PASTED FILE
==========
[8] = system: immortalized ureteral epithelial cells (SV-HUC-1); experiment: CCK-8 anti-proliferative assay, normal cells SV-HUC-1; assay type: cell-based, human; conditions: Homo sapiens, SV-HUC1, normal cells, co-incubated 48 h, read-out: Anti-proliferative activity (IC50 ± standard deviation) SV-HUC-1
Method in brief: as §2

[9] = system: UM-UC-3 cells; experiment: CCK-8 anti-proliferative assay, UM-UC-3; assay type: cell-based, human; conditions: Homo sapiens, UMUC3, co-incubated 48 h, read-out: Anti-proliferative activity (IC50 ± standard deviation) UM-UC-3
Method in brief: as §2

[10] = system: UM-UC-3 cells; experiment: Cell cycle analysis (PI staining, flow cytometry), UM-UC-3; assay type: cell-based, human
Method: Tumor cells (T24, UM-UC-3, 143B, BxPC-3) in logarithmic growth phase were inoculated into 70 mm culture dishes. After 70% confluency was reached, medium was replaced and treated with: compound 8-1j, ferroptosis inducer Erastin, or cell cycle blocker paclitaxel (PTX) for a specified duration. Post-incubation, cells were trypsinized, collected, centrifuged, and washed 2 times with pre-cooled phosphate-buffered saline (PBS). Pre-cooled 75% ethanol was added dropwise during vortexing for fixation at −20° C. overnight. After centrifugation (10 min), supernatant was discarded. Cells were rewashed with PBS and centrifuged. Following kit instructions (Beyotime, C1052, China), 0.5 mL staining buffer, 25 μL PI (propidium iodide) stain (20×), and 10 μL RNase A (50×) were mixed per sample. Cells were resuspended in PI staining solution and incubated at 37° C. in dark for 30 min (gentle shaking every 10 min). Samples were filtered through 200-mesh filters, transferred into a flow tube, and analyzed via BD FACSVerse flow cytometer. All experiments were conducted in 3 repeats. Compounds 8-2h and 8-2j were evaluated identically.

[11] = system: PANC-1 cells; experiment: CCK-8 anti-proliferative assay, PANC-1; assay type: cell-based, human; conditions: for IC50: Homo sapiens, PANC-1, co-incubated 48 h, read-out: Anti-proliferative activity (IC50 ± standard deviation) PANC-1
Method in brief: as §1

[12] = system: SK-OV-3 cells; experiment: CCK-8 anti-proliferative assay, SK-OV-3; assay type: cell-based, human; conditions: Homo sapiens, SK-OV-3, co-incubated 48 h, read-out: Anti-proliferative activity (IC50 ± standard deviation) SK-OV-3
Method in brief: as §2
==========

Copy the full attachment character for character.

[8] = system: immortalized ureteral epithelial cells (SV-HUC-1); experiment: CCK-8 anti-proliferative assay, normal cells SV-HUC-1; assay type: cell-based, human; conditions: Homo sapiens, SV-HUC1, normal cells, co-incubated 48 h, read-out: Anti-proliferative activity (IC50 ± standard deviation) SV-HUC-1
Method in brief: as §2

[9] = system: UM-UC-3 cells; experiment: CCK-8 anti-proliferative assay, UM-UC-3; assay type: cell-based, human; conditions: Homo sapiens, UMUC3, co-incubated 48 h, read-out: Anti-proliferative activity (IC50 ± standard deviation) UM-UC-3
Method in brief: as §2

[10] = system: UM-UC-3 cells; experiment: Cell cycle analysis (PI staining, flow cytometry), UM-UC-3; assay type: cell-based, human
Method: Tumor cells (T24, UM-UC-3, 143B, BxPC-3) in logarithmic growth phase were inoculated into 70 mm culture dishes. After 70% confluency was reached, medium was replaced and treated with: compound 8-1j, ferroptosis inducer Erastin, or cell cycle blocker paclitaxel (PTX) for a specified duration. Post-incubation, cells were trypsinized, collected, centrifuged, and washed 2 times with pre-cooled phosphate-buffered saline (PBS). Pre-cooled 75% ethanol was added dropwise during vortexing for fixation at −20° C. overnight. After centrifugation (10 min), supernatant was discarded. Cells were rewashed with PBS and centrifuged. Following kit instructions (Beyotime, C1052, China), 0.5 mL staining buffer, 25 μL PI (propidium iodide) stain (20×), and 10 μL RNase A (50×) were mixed per sample. Cells were resuspended in PI staining solution and incubated at 37° C. in dark for 30 min (gentle shaking every 10 min). Samples were filtered through 200-mesh filters, transferred into a flow tube, and analyzed via BD FACSVerse flow cytometer. All experiments were conducted in 3 repeats. Compounds 8-2h and 8-2j were evaluated identically.

[11] = system: PANC-1 cells; experiment: CCK-8 anti-proliferative assay, PANC-1; assay type: cell-based, human; conditions: for IC50: Homo sapiens, PANC-1, co-incubated 48 h, read-out: Anti-proliferative activity (IC50 ± standard deviation) PANC-1
Method in brief: as §1

[12] = system: SK-OV-3 cells; experiment: CCK-8 anti-proliferative assay, SK-OV-3; assay type: cell-based, human; conditions: Homo sapiens, SK-OV-3, co-incubated 48 h, read-out: Anti-proliferative activity (IC50 ± standard deviation) SK-OV-3
Method in brief: as §2